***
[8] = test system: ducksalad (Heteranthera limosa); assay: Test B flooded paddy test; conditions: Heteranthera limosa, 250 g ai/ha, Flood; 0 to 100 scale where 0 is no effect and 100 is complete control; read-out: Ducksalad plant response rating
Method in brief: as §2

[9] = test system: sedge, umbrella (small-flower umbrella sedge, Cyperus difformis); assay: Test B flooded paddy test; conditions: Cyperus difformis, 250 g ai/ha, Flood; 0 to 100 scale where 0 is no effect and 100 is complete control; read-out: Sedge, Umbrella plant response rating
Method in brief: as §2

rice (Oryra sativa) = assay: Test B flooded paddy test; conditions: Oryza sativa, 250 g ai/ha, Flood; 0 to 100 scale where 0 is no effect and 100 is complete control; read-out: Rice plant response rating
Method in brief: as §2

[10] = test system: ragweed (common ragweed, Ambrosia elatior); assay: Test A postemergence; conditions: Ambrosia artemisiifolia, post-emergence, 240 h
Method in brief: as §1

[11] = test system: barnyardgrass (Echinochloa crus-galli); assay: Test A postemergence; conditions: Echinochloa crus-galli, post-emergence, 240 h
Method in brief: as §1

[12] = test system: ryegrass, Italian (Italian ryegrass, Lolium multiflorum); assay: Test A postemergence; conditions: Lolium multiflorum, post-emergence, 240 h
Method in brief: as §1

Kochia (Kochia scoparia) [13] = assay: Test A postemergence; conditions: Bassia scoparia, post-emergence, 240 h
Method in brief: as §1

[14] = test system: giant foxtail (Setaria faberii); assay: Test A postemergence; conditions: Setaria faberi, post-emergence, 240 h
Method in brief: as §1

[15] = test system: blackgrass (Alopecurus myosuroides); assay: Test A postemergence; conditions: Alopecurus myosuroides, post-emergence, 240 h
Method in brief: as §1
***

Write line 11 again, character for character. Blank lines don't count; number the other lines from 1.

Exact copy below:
[12] = test system: ryegrass, Italian (Italian ryegrass, Lolium multiflorum); assay: Test A postemergence; conditions: Lolium multiflorum, post-emergence, 240 h